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Book club: your reviews

All posts from: November 2012

Responding in mental health – substance use

28 November, 2012 Posted by: -

Title: Responding in mental health – substance use

Edited by: David B Cooper

Publisher: Radcliffe publishing, 2011

Reviewer: Stuart Sorensen, trainer and consultant at

What was it like?

Responding in mental health – substance use is one of a series of six equally excellent guides on the subject. Drawing as it does on the strengths and combined knowledge of a host of illustrious authors, it is a remarkably thorough and helpful manual for practice.

Rather than merely representing dry theoretical accounts of academic understanding, the various contributors successfully merge theory with practice and encourage the reader to participate in their own development throughout. Extensive use of exercises and “thought experiments’ support both students and experienced practitioners alike to refine and hone both their understanding of dual diagnosis and their practical interventions alike.


What were the highlights? 

Every reader will have their own particular areas of interest based upon their particular circumstances and areas of practice. For my part I found the chapter on older adults especially helpful, not least because this is an area that traditionally has been neglected in services for far too long. I also enjoyed particularly the chapters on ”cognitive impairment” and ”first aid”.

The book covers a range of settings and situations from emergency responses to different environmental and demographic contexts. Integrated service provision and multi-agency teamworking are emphasised with a whole chapter devoted to how such teamwork may be achieved and the current integration debate.

Strengths & weaknesses:

As with other books in the series this volume appears to have been structured around themes which create a constant thread to aid understanding. The themes of family, common humanity and motivation stand out as particularly helpful in this light. The order and content of the various chapters make perfect sense and can be read sequentially or as “stand alone” guides in their own right.

My only criticism of the book relates to the language used by some of the contributors, which, although aimed at a range of readers including students, may at times become a little too complex for those new to this field of study. Experienced professionals will have no difficulty here but I wonder about the problems some students might have. However, part of the students’ task is to acquaint themselves with professional terminology and it is difficult to see how this might be achieved without being stretched in this way from time to time. It must be said that if any professional reference book is going to be worth the effort, it’s this one. The insights to be gained within its pages more than compensate for the occasional linguistic difficulty.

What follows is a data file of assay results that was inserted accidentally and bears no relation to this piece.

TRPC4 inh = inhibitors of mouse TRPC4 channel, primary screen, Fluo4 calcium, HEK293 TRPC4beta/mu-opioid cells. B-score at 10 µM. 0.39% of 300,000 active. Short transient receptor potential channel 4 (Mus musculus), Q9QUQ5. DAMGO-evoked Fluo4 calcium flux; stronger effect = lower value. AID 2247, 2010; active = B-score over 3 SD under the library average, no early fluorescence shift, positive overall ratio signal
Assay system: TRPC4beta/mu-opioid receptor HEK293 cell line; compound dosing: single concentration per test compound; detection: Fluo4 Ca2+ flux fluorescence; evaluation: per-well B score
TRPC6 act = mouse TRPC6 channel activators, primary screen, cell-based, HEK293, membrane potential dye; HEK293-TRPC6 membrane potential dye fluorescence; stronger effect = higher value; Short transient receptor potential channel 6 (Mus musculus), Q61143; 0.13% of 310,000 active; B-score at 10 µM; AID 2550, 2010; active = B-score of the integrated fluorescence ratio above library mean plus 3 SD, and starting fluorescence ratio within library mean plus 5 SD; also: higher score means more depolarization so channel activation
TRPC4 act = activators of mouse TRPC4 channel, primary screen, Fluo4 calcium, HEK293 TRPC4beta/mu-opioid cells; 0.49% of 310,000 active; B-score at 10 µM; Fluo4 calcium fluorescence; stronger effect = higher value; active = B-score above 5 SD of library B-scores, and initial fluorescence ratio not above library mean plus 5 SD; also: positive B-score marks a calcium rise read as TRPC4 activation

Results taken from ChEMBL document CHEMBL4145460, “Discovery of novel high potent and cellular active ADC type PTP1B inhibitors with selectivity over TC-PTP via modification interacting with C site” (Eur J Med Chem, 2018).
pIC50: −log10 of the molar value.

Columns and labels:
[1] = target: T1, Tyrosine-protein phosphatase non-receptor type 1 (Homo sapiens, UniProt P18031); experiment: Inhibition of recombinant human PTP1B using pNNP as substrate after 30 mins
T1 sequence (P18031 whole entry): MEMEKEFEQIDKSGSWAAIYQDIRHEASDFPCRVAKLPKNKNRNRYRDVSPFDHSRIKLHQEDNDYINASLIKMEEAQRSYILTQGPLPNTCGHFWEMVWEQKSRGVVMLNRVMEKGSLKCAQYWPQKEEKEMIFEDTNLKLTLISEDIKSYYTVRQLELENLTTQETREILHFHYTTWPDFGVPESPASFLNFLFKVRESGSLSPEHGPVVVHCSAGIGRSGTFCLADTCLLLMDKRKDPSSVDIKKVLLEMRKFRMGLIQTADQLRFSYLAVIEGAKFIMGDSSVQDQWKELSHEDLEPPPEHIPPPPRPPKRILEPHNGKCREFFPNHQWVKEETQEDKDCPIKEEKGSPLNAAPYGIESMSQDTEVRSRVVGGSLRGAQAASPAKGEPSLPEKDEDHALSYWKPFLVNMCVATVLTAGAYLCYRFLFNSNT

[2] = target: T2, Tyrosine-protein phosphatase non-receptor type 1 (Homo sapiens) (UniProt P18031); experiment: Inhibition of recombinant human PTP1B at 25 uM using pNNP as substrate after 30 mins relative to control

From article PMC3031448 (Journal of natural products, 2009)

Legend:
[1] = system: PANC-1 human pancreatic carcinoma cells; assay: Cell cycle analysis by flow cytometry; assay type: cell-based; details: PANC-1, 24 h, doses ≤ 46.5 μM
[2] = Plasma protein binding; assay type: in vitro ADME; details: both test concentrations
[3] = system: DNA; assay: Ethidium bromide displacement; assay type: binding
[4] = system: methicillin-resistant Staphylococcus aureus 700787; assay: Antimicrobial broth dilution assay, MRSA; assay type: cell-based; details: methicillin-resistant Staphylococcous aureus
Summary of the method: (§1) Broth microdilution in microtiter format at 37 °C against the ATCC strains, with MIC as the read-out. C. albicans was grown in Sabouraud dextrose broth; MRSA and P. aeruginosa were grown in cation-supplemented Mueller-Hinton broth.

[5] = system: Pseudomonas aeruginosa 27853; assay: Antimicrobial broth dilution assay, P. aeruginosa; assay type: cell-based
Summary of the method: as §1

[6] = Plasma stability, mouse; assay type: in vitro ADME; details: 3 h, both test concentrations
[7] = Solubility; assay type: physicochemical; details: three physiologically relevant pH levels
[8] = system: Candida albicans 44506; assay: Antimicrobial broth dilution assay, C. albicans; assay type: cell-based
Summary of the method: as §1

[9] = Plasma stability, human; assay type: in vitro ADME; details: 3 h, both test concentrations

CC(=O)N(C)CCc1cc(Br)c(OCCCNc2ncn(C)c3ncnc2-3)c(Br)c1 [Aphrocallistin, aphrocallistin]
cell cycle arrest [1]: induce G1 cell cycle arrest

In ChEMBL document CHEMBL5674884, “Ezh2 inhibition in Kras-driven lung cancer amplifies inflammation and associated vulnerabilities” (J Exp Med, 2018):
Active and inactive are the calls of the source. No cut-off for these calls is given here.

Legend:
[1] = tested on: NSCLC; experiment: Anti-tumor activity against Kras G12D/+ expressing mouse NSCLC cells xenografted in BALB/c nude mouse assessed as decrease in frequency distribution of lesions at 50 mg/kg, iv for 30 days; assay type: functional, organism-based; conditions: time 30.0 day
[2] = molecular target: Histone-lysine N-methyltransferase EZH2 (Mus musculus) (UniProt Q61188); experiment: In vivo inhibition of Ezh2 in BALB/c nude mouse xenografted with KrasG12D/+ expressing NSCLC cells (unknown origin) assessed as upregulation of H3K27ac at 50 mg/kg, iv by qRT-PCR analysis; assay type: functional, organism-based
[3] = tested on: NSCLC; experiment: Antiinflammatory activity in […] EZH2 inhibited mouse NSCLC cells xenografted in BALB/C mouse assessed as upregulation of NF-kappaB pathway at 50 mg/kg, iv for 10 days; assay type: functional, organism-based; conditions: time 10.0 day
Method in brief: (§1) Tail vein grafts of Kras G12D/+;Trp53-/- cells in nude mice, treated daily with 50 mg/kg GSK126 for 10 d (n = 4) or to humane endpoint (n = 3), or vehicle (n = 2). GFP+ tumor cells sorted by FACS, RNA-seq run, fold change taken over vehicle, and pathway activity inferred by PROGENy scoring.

Who should read it?

Comments about language aside, I would heartily recommend this volume to anyone wishing to learn more about how to work with people experiencing substance-related problems and mental health difficulties. Indeed, I wish such a text had been available when I was a student. Its insights would undoubtedly have helped me immensely as I struggled (and still do struggle from time to time) to understand and respond appropriately.

Whether a student or a qualified professional you will find much that is of value here.

Developing Services in: Mental Health-Substance Use

22 November, 2012 Posted by: -

Title: Developing Services in: Mental Health-Substance Use

Edited By: David B Cooper

Published by: Radcliffe Publishing

Reviewer: Michaela McAndrew, community mental health nurse

What was it like?

This is one of a series of six books that explore the interface between substance misuse and mental health. This particular volume focuses on developing services in this field. The books in this series are edited chapters from a number of experts. This volume includes information regarding conceptual models of service delivery alongside those describing innovative service development both in the UK and internationally. It also focuses on evaluating services against clinical guidelines and examines difficulties in the interface between services and ways of overcoming these.

In addition to these areas specific to substance use and mental health the book addresses general concerns in service development such as teamwork, developing policies and procedures and managing the stress of change.


What were the highlights? 

As a community mental health nurse in a generic setting I really enjoyed the chapter about developing integrated services. Many of us experience service users who don’t quite fit into any services and this chapter made me think about ways we could be more inclusive and adaptable. I also enjoyed the chapters about team working and communication as they picked up pertinent issues around attitudes and inter-team relationships that I identify with from my own practice.

Strengths & weaknesses: